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October 12, 1907


JAMA. 1907;XLIX(15):1235-1238. doi:10.1001/jama.1907.25320150001001

The part assigned to me in this symposium is the diagnosis of this remarkable disease. What I shall have to say is based (1) on an analysis of the cases which have occurred in my wards at the Johns Hopkins Hospital during the past two years,1 and (2) on a study of the bibliography of the subject.2

It will be convenient to discuss (I) the character and significance of the individual signs and symptoms; (II) the diagnosis of the clinical syndrome, especially in its less obvious forms; (III) certain points in differential diagnosis, and (IV) the diagnosis of the indications and contraindications for surgical interference.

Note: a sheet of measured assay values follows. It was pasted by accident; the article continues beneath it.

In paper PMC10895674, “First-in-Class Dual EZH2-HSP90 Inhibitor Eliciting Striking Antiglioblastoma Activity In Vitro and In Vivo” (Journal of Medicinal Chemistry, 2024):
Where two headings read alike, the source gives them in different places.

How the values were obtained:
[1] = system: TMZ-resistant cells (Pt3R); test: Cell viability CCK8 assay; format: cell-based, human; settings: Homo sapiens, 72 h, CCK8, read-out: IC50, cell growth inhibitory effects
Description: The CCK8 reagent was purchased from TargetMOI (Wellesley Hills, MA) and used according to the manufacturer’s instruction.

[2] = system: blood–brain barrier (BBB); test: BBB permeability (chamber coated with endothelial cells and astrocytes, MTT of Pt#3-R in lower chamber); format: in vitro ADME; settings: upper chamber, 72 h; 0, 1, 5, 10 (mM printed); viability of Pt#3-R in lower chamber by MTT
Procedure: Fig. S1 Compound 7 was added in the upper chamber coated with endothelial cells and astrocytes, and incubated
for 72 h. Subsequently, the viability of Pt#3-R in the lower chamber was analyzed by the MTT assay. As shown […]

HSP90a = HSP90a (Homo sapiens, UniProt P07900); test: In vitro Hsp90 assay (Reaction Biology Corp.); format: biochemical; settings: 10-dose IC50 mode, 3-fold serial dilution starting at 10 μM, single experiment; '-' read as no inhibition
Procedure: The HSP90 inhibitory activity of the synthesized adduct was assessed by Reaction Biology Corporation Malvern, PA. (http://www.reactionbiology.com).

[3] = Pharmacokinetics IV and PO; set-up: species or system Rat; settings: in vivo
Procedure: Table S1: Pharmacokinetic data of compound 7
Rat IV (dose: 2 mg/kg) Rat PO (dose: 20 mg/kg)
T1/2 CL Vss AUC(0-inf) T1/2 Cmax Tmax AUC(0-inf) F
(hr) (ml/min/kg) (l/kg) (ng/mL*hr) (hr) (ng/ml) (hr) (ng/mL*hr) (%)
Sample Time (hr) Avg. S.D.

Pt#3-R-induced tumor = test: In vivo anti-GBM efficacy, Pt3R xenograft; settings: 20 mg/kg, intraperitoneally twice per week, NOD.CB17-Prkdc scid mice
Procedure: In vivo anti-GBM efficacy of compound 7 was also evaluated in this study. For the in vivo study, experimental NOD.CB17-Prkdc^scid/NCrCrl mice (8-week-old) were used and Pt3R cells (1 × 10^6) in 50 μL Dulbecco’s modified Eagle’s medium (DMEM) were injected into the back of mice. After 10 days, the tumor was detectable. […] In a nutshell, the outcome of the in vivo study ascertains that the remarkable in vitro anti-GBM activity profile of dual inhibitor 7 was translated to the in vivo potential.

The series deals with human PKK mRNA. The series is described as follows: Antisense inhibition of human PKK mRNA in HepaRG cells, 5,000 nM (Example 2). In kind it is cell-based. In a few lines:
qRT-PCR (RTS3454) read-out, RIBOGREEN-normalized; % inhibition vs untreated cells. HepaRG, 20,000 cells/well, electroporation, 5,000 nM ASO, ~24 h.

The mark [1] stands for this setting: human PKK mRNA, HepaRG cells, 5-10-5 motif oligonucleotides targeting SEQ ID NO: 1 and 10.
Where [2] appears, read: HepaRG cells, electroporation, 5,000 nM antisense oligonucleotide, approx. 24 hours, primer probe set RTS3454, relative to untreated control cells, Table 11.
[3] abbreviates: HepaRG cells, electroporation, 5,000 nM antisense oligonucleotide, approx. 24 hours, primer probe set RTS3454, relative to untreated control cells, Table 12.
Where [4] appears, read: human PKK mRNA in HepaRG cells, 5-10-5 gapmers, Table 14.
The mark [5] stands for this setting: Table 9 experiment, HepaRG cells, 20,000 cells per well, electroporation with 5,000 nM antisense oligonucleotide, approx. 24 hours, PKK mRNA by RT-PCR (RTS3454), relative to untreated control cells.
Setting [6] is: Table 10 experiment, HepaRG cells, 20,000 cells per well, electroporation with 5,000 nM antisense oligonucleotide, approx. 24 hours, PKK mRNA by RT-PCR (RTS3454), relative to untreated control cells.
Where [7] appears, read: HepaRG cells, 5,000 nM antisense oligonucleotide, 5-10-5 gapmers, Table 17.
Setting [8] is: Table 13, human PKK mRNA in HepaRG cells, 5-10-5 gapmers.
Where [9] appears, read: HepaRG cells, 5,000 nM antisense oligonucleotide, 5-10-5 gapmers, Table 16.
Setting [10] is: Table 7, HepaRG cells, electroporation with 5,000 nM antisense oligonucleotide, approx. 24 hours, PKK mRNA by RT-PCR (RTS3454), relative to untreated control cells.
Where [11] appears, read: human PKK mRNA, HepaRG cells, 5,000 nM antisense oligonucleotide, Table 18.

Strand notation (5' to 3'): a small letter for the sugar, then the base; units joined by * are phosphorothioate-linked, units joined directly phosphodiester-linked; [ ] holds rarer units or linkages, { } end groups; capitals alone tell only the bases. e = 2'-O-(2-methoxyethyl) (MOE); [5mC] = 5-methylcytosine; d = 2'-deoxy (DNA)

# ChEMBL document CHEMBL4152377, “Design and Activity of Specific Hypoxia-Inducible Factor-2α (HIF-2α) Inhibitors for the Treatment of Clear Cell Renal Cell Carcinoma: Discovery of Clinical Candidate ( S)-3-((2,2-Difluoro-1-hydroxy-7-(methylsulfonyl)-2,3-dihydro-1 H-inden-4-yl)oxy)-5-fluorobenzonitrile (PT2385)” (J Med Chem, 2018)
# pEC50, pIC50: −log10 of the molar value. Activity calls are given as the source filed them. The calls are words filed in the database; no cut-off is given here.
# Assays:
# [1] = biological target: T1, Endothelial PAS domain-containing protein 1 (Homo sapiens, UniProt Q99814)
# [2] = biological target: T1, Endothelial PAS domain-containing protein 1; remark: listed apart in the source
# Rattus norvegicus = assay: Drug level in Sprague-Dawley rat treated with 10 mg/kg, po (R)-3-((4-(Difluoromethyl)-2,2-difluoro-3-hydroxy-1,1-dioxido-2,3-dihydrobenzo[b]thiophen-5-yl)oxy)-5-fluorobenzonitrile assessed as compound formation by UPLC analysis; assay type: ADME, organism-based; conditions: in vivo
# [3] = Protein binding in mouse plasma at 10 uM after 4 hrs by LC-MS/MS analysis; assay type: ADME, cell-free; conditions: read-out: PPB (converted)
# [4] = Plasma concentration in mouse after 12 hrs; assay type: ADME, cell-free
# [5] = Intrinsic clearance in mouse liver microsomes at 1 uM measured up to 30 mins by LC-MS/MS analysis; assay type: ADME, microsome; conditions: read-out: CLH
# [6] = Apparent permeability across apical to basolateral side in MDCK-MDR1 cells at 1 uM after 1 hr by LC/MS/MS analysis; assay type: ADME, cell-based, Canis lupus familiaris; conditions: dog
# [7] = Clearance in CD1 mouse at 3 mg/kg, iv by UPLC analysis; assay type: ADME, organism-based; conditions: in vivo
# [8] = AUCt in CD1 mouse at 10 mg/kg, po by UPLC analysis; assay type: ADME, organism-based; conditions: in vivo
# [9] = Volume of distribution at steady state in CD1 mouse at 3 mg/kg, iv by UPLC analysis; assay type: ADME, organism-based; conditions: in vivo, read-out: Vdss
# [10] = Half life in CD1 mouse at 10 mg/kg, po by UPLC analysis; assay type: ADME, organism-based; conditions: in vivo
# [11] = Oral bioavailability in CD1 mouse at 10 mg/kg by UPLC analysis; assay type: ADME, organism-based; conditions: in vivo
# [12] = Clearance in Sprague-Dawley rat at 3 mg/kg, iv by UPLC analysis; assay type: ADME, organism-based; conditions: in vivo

On account of the necessity of brevity I am forced to limit the discussion to the features which I regard as most essential.

I. THE CHARACTER AND SIGNIFICANCE OF THE INDIVIDUAL SIGNS AND SYMPTOMS.  Besides the three cardinal symptoms—struma, tachycardia and exophthalmus—there are

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